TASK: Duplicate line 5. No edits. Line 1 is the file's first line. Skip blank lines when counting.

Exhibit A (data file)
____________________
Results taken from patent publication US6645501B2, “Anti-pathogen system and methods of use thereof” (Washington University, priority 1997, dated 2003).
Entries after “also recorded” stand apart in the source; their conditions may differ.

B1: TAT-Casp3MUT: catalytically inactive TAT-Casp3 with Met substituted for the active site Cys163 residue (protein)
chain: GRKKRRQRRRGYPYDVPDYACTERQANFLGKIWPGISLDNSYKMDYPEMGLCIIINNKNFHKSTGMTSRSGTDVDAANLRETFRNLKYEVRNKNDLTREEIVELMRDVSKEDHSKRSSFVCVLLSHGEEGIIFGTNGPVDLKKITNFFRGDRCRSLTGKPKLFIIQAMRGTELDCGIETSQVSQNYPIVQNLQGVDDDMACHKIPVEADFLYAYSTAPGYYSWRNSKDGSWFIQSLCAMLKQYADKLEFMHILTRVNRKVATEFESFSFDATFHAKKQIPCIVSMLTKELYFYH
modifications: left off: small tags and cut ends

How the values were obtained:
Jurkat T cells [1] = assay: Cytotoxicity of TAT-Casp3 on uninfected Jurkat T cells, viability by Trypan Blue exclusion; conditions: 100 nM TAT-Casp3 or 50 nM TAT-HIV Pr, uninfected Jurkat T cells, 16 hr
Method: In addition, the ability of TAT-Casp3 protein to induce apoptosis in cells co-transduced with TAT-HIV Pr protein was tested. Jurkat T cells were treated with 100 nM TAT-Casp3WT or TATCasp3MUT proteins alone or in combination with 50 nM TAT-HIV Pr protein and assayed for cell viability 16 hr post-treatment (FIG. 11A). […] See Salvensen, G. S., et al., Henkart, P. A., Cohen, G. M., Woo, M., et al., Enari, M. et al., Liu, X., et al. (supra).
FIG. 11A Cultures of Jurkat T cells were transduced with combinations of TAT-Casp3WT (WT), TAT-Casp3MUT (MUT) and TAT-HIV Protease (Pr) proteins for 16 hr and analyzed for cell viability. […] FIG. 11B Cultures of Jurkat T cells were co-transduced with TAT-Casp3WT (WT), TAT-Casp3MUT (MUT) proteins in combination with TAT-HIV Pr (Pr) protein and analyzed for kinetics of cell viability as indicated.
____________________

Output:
modifications: left off: small tags and cut ends